1. What elements of The Secret Agent seem to have contemporary relevance? What comments does the novel make about the nature of terrorist activities?

2. Discuss Conrad's handling of Stevie as a character. What makes Stevie a sympathetic character?

3. What is the British government's attitude toward the terrorist activities of Verloc and his circle? What picture of the authorities is offered by Conrad? To what degree is this view a satirical one?

4. Describe as many instances of irony as you can find in Conrad's treatment of the attempted bombing of the Greenwich Observatory.

5. In what ways is Ossipon an unsympathetic character? Is his final betrayal of Winnie Verloc to be expected?

6. How does Verloc's method of making a living offer an indication of his attitude toward his wife, especially as it is revealed in her moment of grief?

7. Is the Professor insane, or merely carrying his theories to a logical conclusion?

8. What purpose does the Russian government have for creating an act of terrorism in Great Britain?

9. What are the main reasons for Winnie Verloc's suicide? What is the cause of her greatest sorrow, the loss of her brother, the murder she commits, or her betrayal by Ossipon?

10. Compare Winnie to other famous tragic heroines, such as Thomas Hardy's Tess in Tess of the D'Urbervilles (1891; see separate entry) and Gustave Flaubert's Emma Bovary in Madame Bovary(1857)?

11. What is Conrad's view of terrorist activities? Are they merely sordid and petty, or do they constitute a genuine threat to civilization? What might be Conrad's view of international terrorism today?

Literary Precedents

One of the major influences on Conrad's political fiction has generally been considered to be Dostoevsky's novels, especially The Possessed (also published as The Devils, 1 872; see separate entry) with its satirical treatment of Russian radicals. Whereas Dostoevsky, however, tended to view anarchists and revolutionaries as virtually demonic in their nature and behavior, this Conrad novel treats them as less dangerous and somewhat more ineffectual and self-destructive than Dostoevsky's radicals. Martin Seymour- Smith also concludes in his 1984 "Introduction" to the Penguin edition of the novel that Conrad's reading of the writings of revolutionaries and anarchists, especially Ivan Bakunin—as well as newspaper accounts of the 1886 attempt to blow up the Greenwich Observatory —-was a strong influence.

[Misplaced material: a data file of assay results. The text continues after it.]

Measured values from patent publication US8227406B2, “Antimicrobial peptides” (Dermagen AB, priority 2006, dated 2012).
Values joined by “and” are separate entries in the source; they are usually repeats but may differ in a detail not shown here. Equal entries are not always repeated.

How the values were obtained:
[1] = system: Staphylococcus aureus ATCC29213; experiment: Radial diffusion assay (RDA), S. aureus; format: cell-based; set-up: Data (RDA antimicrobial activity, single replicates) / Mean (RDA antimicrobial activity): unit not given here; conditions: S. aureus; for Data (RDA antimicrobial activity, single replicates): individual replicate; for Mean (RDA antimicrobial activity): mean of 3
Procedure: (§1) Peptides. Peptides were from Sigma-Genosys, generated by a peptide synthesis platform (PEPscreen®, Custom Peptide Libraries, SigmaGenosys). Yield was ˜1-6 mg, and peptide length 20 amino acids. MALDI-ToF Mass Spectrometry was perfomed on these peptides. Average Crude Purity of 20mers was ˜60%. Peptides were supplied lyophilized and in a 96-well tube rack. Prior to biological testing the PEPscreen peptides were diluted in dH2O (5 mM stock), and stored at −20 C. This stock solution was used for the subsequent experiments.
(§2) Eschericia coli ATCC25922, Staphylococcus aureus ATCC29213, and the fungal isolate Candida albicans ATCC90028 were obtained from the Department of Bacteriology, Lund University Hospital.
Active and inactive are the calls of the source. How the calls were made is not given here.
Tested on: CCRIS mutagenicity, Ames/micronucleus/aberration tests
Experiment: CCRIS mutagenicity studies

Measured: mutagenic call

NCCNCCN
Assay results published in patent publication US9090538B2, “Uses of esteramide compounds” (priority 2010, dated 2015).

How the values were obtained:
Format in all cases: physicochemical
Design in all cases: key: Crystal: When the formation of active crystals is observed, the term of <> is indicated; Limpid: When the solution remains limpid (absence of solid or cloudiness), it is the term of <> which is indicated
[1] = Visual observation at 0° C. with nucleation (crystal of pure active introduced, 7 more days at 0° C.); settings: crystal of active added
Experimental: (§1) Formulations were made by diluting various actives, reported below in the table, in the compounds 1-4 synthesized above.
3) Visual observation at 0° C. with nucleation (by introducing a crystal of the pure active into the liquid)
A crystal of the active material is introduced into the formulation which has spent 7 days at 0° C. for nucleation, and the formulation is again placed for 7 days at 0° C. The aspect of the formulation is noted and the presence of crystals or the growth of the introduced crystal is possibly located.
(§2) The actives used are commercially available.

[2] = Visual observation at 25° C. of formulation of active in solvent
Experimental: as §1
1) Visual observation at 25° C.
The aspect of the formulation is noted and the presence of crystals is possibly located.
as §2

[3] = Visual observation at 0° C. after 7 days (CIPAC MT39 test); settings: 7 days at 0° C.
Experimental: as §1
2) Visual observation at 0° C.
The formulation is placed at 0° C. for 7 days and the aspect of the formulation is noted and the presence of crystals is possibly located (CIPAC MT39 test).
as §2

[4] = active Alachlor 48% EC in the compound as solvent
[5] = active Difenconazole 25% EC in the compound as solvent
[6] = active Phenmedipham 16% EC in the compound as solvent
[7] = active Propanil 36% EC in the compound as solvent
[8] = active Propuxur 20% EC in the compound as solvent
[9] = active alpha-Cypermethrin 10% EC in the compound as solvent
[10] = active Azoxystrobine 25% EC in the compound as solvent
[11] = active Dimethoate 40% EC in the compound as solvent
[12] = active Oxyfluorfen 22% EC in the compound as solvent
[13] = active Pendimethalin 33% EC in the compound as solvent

Other literary influences on Conrad were nearer at hand. Frederick Karl was one of the first to note, in A Reader's Guide to Joseph Conrad (1960), that Conrad's London owes much to the dingy gaslit and impoverished neighborhoods of London of Charles Dickens's later novels, especially Little Dorrit (1857) and Our Mutual Friend (1865). Conrad had in fact been an avid reader of Dickens's novels in his years at sea. Another influence that has been cited is that of Zola and other naturalistic fiction writers, particularly in regard to Conrad's depiction of urban squalor. However, yet another precedent for Conrad may have been somewhat closer to Conrad's own literary world, namely Henry James's major novel The Princess Cassamassima (1886), which also deals with London's twilight world of revolutionaries and radicals. Conrad admired much of James's fiction, corresponded with James, and made a gift of one his novels to the masterful American realist.

In his treatment of the frustrating circumstances of Mrs. Verloc's life, Conrad was probably influenced by the classics of nineteenth-century realism, particularly Flaubert's Madam Bovary, a classic study of a frustrated wife imaginatively smothered by a sterile environment and a marriage to an unimaginative mediocrity. However, it is less likely that Conrad was influenced by the fiction of George Eliot (Mary Ann Evans), whose Middlemarch (1872) is a classic treatment of the theme of an intellectually frustrated wife in an unrewarding marriage. As a matter of fact, Conrad may not have had a very extensive knowledge of Eliot's work.

At any rate, Zdzislaw Najder in Joseph Conrad: A Chronicle (1983) repeatedly stresses his contention that Flaubert was one of the major literary influences on Conrad's work. At any rate, Conrad had a fairly good knowledge of French, even writing letters in that language, and was clearly capable of reading Flaubert and his disciples (such as de Maupassant) without translations.

Related Titles

An obviously related work in Conrad's canon is Under Western Eyes (1911), his major effort to deal with the experience of Polish nationalists in exile. Unlike The Secret Agent, Under Western Eyes is set in Switzerland and Russia, but the latter book also deals with the petty intrigues of revolutionists and political agitators, and the many ways they betray their cause and values.

The Secret Agent also shares some thematic concerns with Nostromo, Conrad's other major novel of political events. But The Secret Agent differs strongly from Nostromo in certain ways: The Secret Agent lacks both Nostromo's exotic setting and its epic presentation of the momentum of historical events.